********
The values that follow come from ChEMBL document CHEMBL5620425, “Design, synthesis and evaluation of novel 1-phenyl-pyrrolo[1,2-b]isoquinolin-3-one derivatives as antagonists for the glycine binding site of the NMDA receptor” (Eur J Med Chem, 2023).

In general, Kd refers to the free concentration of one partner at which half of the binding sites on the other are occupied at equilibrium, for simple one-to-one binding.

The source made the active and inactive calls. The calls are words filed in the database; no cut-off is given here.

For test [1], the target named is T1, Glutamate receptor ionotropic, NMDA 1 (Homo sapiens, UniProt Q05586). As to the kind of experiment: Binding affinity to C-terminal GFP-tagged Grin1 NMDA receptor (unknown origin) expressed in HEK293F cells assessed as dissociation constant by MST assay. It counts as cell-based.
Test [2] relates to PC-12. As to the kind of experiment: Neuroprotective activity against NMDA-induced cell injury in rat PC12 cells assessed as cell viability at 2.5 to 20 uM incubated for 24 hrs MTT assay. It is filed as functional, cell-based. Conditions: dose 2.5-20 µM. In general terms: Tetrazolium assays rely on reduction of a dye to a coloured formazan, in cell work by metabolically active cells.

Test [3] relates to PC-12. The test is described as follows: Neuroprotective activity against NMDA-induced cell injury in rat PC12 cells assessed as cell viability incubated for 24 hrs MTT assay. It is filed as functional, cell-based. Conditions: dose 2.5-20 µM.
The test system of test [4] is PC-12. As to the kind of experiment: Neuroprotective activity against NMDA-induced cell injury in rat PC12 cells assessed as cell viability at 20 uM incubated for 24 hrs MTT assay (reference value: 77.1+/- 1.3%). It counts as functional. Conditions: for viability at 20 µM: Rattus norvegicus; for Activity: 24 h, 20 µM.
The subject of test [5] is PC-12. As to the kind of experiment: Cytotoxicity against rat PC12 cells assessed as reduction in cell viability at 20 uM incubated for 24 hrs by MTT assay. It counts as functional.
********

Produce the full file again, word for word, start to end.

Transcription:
The values that follow come from ChEMBL document CHEMBL5620425, “Design, synthesis and evaluation of novel 1-phenyl-pyrrolo[1,2-b]isoquinolin-3-one derivatives as antagonists for the glycine binding site of the NMDA receptor” (Eur J Med Chem, 2023).

In general, Kd refers to the free concentration of one partner at which half of the binding sites on the other are occupied at equilibrium, for simple one-to-one binding.

The source made the active and inactive calls. The calls are words filed in the database; no cut-off is given here.

For test [1], the target named is T1, Glutamate receptor ionotropic, NMDA 1 (Homo sapiens, UniProt Q05586). As to the kind of experiment: Binding affinity to C-terminal GFP-tagged Grin1 NMDA receptor (unknown origin) expressed in HEK293F cells assessed as dissociation constant by MST assay. It counts as cell-based.
Test [2] relates to PC-12. As to the kind of experiment: Neuroprotective activity against NMDA-induced cell injury in rat PC12 cells assessed as cell viability at 2.5 to 20 uM incubated for 24 hrs MTT assay. It is filed as functional, cell-based. Conditions: dose 2.5-20 µM. In general terms: Tetrazolium assays rely on reduction of a dye to a coloured formazan, in cell work by metabolically active cells.

Test [3] relates to PC-12. The test is described as follows: Neuroprotective activity against NMDA-induced cell injury in rat PC12 cells assessed as cell viability incubated for 24 hrs MTT assay. It is filed as functional, cell-based. Conditions: dose 2.5-20 µM.
The test system of test [4] is PC-12. As to the kind of experiment: Neuroprotective activity against NMDA-induced cell injury in rat PC12 cells assessed as cell viability at 20 uM incubated for 24 hrs MTT assay (reference value: 77.1+/- 1.3%). It counts as functional. Conditions: for viability at 20 µM: Rattus norvegicus; for Activity: 24 h, 20 µM.
The subject of test [5] is PC-12. As to the kind of experiment: Cytotoxicity against rat PC12 cells assessed as reduction in cell viability at 20 uM incubated for 24 hrs by MTT assay. It counts as functional.